Bethesda Blues and Jazz sold out last weekend when Mary Ann Redmond and her party of four entertained non-stop for more than 90 minutes.
The audience purred right along with practically everything Redmond put out, and one had the feeling that most there were already fans.
Before he turned them loose, Bethesda Blues owner Rick Brown came out on stage to thank the audience for coming, and announced his club has surpassed 100,000 in attendance since it opened in 2013 after an $8 million renovation.
For some reason Ms. Redmond opened the show with a lacklustre "Come Rain or Come Shine," and if you weren't familiar with her music, you might have thought you were in for a loooong night, but that impression was not to last.
Soon afterwards, the entertainment took off, and all the players became stars.
For a while it was keyboardist and magical arranger Jay Cooley who stole the show, then Paul Langosch on bass took the limelight, then it was master e-guitarist Danny Leonard's (unannounced before show time) turn to shine.
No, wait, there was drummer Dave Mattacks who's played with Sir Paul McCartney, Jethro Tull, Elton John (to name a few) and he stole the show.
They were all show stealers, professional and incredible to hear all making music for the vocals of Miss Redmond who sings pop, jazz, soul, you name it, with some bossa nova thrown in.
Her soul sounds are something akin to Aretha Franklin. (Has anyone ever called her a "white Aretha Franklin"?) A fan certainly hoped her sexy version of Marvin Gaye's "Ain't That Peculiar," set at a slower pace, is on one of her albums, and her low, guttural meows unlike any I've heard, made perfect for Peggy Lee's "Fever," a huge hit with the audience, like most everything Redmond sang.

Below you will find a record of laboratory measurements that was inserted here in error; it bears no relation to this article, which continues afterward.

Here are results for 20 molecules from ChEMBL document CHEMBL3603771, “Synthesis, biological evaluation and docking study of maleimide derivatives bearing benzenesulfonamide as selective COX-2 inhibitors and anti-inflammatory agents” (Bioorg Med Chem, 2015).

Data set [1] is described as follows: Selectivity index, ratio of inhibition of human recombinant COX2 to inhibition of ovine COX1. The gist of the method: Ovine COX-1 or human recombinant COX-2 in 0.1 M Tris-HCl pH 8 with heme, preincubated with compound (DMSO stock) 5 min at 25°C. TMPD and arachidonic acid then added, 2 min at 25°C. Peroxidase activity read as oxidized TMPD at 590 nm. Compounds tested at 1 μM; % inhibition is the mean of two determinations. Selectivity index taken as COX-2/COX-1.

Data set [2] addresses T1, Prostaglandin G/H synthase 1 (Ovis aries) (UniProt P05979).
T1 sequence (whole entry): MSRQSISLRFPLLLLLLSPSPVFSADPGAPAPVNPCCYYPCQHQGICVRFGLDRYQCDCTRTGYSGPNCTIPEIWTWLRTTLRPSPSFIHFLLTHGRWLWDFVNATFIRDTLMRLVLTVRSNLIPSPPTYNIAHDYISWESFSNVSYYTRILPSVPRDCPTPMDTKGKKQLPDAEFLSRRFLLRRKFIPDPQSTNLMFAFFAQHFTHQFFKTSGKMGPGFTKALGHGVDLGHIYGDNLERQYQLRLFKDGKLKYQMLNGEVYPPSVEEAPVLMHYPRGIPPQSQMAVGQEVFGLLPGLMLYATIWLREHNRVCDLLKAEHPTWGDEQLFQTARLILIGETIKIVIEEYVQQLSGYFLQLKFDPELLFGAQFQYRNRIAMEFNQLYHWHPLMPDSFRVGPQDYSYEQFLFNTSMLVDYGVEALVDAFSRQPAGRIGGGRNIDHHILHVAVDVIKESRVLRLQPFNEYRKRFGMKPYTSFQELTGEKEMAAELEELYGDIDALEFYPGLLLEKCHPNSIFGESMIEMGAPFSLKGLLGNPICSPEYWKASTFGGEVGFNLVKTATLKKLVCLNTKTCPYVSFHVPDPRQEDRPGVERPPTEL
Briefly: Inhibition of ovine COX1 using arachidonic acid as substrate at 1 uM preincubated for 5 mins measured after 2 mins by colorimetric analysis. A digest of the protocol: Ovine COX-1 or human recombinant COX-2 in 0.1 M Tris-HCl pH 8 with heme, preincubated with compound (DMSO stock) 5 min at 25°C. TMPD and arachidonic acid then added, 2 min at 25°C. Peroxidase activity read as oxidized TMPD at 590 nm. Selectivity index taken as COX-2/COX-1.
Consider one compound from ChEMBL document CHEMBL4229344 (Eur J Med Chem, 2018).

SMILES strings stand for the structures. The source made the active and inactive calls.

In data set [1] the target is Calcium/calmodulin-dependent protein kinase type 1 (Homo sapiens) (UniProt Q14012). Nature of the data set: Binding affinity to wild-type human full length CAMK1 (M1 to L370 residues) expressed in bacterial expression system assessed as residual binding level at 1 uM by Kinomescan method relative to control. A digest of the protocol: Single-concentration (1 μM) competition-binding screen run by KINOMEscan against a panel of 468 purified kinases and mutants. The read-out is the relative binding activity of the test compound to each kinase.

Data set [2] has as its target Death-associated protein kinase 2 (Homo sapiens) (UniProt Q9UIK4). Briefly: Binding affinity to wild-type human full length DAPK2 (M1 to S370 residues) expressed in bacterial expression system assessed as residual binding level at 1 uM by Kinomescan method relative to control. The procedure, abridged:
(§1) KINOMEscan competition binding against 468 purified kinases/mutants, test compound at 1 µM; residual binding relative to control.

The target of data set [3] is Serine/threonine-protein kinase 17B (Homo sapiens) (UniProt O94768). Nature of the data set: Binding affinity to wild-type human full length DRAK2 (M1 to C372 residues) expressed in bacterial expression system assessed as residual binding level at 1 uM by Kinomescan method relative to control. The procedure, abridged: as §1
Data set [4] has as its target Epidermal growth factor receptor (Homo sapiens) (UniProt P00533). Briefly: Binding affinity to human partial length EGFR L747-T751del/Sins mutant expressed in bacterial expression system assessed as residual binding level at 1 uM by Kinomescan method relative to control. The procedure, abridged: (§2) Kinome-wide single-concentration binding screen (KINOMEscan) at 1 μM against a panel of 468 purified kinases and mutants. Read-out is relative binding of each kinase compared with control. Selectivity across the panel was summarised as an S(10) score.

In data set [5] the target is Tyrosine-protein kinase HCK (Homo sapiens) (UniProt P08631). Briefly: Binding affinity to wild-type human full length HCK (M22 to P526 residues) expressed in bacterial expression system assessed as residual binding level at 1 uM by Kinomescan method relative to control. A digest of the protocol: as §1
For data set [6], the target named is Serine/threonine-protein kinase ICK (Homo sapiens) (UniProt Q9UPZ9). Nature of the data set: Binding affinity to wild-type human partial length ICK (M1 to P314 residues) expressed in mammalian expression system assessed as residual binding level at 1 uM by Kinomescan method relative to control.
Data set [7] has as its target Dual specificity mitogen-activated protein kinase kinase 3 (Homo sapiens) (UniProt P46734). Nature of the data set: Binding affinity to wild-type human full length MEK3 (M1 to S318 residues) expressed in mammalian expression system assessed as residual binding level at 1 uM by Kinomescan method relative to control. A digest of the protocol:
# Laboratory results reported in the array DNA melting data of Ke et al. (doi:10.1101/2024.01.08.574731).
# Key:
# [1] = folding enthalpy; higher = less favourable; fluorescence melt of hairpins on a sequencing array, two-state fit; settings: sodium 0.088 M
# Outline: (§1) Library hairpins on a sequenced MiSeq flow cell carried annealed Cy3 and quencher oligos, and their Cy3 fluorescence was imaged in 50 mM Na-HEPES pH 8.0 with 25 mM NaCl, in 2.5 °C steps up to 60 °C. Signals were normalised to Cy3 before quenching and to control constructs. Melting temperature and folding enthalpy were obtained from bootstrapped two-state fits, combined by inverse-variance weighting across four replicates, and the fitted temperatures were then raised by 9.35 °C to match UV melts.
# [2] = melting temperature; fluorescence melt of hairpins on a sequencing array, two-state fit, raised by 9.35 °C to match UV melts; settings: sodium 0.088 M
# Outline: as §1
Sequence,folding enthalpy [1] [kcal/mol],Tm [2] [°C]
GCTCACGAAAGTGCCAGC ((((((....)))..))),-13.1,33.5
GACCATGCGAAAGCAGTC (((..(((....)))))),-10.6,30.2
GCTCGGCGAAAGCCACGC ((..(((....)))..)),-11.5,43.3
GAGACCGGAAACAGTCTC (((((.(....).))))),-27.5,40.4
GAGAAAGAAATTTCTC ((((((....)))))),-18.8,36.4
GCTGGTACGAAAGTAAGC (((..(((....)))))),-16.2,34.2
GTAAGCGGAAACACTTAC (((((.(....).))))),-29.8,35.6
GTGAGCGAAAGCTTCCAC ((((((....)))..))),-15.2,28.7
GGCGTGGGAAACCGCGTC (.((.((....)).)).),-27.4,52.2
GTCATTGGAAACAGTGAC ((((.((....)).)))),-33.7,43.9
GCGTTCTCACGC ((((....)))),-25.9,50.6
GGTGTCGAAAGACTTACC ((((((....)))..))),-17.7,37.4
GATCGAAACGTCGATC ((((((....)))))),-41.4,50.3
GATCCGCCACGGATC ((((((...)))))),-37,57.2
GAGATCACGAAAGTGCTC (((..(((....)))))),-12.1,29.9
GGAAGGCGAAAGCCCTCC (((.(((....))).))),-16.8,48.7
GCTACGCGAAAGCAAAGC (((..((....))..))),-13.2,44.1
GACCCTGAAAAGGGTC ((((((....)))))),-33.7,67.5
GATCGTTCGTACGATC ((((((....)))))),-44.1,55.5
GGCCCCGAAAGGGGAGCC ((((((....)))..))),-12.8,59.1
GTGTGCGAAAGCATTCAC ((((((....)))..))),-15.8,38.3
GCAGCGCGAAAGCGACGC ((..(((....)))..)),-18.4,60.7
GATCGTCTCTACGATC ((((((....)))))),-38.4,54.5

Several numbers arranged expertly by keyboardist Cooley stood out: The Beatles' "Fool on the Hill" and "Can't Buy Me Love," Ray Charles' "Unchain My Heart," Al Green's "Let's Stay Together," and the Supremes' "Stop in the Name of Love."
Near the end, swaying fans stood in a chorus line, arms wrapped around backs to listen.
When the lights dimmed and the quintet left the stage, the whoops and applause from the audience soon brought the musicians back for one of Redmond's biggest hits, "Love Me Anyway" which she co-wrote with Todd Wright. It's sold three million copies.
If Redmond ditched those heavy office glasses and wore a sexy, sparkly number with red Dorothy shoes, and a mean boa to throw around, she'd give the men something to look at besides the funeral black outfit she had on like she was going to be whisked away after the show to a memorial service somewhere.
The performers' apparel overall was pretty drab (like a bunch of academicians'), saved by the lighting designer which brought some life to the visuals. (Music is not totally what you hear. Tones and emotions set the stage, too.)
The crowd sounds from the lobby bar occasionally drifted in to the concert venue during pauses, but everyone was having a good time, and that's what it's all about, Alfie.
Friday, Jan. 23, Be'la Dona, $20, dance night, doors open at 6 p.m.
Saturday, Jan. 24, Carl's Rare Roast Beef Band, $10, theater seating only since it's dance night beginning at 8 p.m.
Where: Bethesda Blues and Jazz Supper Club, 7719 Wisconsin Avenue, Bethesda, MD 20814
How much: See prices online.
Future shows: Please check out the calendar.
For more information: 240-330-4500
Getting there: The Bethesda Metro station is about 1.5 blocks away, and parking is below the building (free on weekends). See directions.
To read about past shows, please click Bethesda Blues & Jazz Supper Club.